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Martin Luther's Conception of fascinare (Gal. 3:1)

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image of Biblical Interpretation

The evil eye belief is a universal phenomenon and present in the Bible, both in the Old and the New Testament. Christian scholars have usually discussed this phenomenon in their comments on Gal. 3:1. Luther, for example, concentrated on the manifold notion of the bewitchment of the evil eye (Gr. βασκαÍνω, Lat. fascinare, Ger. bezaubern; Gal. 3:1) in his Scholia (1516), Commentary (1519), and Large Commentary (1531/1535) on Galatians. Luther understood fascinare as a higher-level concept that included witchcraft (e.g. harming through the evil glance) and both psychic and spiritual disturbance. Luther's interpretation of this concept is fascinating mix of folklore, Biblical scholarship and the perspectives of ancient authors. In spite of the many similarities between the different Commentaries, there were also differences—especially between early Commentaries (1516, 1519) and the Large Commentary (1531/1535). I will prove in detail how Luther contextualized the evil eye belief to his various comments on Gal. 3:1 and who and what were his models in doing this.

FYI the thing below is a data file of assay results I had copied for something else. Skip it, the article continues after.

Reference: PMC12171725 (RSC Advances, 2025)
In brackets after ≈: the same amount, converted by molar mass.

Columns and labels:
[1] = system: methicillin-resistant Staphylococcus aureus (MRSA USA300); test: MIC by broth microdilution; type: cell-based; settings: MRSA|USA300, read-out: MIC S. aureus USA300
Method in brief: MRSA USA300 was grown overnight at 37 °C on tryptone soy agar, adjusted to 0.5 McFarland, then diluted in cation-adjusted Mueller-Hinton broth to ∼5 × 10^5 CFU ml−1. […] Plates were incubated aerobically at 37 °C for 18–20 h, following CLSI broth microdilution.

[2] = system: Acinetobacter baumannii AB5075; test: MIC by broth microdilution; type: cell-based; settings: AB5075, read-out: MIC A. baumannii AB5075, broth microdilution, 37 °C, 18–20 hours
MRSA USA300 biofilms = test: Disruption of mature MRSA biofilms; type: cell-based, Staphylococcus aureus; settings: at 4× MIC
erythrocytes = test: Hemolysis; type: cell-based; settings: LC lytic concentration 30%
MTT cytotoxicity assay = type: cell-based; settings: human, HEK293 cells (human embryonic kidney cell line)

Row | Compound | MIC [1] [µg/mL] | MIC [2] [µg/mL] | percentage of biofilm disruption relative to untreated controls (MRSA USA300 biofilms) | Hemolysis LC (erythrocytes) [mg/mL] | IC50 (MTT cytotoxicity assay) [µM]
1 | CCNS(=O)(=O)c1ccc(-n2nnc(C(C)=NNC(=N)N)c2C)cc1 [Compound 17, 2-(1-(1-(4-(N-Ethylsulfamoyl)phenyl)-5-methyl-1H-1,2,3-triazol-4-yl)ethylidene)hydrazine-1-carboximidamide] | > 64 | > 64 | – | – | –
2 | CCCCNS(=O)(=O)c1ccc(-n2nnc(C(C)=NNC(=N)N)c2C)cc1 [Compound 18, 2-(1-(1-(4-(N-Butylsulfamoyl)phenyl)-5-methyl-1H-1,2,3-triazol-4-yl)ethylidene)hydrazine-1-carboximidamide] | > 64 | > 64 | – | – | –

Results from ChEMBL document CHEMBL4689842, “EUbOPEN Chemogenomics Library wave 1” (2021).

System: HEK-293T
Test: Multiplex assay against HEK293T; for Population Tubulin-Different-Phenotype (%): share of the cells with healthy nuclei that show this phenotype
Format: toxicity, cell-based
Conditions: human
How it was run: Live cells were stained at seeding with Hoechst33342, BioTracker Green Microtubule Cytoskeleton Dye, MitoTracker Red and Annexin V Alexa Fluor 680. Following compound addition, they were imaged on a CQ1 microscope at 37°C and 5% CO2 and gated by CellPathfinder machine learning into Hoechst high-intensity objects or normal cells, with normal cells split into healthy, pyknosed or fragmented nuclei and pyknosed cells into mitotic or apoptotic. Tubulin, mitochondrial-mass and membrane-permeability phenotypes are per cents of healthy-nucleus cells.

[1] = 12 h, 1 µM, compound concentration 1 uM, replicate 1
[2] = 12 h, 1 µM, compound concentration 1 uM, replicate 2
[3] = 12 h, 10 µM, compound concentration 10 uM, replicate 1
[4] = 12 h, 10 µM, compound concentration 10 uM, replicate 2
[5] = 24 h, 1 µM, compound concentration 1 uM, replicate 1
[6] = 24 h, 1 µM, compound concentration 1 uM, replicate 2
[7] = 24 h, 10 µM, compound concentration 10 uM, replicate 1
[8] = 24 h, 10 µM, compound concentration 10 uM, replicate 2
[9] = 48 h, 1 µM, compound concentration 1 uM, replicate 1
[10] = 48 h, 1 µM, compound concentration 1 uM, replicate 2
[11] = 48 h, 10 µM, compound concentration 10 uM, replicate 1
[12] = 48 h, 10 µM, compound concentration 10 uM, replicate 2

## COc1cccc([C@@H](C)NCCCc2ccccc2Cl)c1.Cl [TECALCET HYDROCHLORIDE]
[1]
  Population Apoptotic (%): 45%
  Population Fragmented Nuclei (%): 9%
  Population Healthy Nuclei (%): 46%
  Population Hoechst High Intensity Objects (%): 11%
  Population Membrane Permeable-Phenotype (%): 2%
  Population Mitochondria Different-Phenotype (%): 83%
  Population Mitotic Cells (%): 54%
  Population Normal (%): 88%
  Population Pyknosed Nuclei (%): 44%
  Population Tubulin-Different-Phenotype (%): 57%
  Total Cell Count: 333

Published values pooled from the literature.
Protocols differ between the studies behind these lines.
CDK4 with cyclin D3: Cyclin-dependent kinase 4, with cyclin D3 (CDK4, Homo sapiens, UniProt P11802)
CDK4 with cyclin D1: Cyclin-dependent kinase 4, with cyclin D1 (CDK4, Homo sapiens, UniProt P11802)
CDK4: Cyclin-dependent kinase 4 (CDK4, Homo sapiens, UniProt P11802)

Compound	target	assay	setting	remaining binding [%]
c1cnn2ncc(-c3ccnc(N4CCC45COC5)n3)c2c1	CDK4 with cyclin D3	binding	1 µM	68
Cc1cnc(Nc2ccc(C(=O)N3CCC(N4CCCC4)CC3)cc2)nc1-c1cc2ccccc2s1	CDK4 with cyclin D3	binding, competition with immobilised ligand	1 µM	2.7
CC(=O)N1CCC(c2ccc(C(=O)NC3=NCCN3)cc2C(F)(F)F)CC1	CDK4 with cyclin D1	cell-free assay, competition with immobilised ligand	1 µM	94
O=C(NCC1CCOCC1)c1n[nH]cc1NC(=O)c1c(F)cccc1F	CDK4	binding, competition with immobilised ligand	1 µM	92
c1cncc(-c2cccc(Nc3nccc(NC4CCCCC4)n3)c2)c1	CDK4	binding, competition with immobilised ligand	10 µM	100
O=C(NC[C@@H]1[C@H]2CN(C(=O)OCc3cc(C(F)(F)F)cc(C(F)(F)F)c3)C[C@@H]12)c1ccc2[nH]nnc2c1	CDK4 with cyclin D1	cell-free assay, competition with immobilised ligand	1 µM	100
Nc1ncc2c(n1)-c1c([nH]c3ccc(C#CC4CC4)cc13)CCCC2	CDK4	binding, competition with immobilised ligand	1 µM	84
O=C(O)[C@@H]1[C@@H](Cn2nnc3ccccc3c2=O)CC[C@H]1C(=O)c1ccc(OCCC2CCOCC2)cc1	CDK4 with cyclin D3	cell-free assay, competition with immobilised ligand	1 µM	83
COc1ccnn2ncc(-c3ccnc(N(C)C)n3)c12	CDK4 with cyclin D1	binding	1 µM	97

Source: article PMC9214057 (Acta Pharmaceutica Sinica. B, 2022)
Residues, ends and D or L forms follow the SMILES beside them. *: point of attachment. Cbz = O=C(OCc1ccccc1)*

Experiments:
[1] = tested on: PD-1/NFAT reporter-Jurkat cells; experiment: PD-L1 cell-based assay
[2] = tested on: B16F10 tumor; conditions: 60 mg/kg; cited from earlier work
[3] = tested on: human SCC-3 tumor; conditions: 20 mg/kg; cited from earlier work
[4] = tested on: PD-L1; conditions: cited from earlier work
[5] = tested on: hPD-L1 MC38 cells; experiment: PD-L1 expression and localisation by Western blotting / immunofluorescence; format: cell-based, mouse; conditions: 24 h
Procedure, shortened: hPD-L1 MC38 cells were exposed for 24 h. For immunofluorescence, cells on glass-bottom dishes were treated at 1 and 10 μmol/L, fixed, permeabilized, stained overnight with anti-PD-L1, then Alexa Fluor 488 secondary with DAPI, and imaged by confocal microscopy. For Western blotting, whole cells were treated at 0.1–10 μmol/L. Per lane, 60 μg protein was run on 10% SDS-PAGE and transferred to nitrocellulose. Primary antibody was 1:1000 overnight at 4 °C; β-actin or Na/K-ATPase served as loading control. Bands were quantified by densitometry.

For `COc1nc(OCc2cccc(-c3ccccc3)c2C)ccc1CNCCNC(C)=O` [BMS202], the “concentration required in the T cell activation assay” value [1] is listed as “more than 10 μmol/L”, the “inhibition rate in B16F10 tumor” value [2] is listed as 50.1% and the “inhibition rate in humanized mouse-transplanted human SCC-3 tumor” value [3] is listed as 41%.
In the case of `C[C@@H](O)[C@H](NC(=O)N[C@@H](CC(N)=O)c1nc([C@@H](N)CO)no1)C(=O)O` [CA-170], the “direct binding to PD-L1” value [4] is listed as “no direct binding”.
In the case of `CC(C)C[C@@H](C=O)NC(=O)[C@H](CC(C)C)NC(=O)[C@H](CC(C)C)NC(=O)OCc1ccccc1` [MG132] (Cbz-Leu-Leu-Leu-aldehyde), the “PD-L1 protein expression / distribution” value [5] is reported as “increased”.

Affiliations: 1: University of Helsinki, Helsinki Finland


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